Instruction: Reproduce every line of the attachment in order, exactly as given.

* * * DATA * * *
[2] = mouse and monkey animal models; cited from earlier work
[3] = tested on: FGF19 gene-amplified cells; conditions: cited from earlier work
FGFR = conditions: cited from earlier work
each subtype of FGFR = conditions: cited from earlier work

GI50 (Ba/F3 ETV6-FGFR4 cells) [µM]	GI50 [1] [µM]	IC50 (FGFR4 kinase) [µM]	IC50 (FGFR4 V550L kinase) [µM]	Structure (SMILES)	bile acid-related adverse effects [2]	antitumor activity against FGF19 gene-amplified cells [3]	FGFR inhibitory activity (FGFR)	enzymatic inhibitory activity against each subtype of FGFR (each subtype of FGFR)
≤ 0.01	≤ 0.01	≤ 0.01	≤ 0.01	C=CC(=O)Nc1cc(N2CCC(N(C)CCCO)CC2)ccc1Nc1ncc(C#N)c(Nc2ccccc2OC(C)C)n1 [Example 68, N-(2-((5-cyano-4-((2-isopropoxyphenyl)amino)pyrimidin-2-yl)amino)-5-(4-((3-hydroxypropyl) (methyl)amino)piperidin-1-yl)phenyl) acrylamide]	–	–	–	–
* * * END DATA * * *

[2] = mouse and monkey animal models; cited from earlier work
[3] = tested on: FGF19 gene-amplified cells; conditions: cited from earlier work
FGFR = conditions: cited from earlier work
each subtype of FGFR = conditions: cited from earlier work

GI50 (Ba/F3 ETV6-FGFR4 cells) [µM]	GI50 [1] [µM]	IC50 (FGFR4 kinase) [µM]	IC50 (FGFR4 V550L kinase) [µM]	Structure (SMILES)	bile acid-related adverse effects [2]	antitumor activity against FGF19 gene-amplified cells [3]	FGFR inhibitory activity (FGFR)	enzymatic inhibitory activity against each subtype of FGFR (each subtype of FGFR)
≤ 0.01	≤ 0.01	≤ 0.01	≤ 0.01	C=CC(=O)Nc1cc(N2CCC(N(C)CCCO)CC2)ccc1Nc1ncc(C#N)c(Nc2ccccc2OC(C)C)n1 [Example 68, N-(2-((5-cyano-4-((2-isopropoxyphenyl)amino)pyrimidin-2-yl)amino)-5-(4-((3-hydroxypropyl) (methyl)amino)piperidin-1-yl)phenyl) acrylamide]	–	–	–	–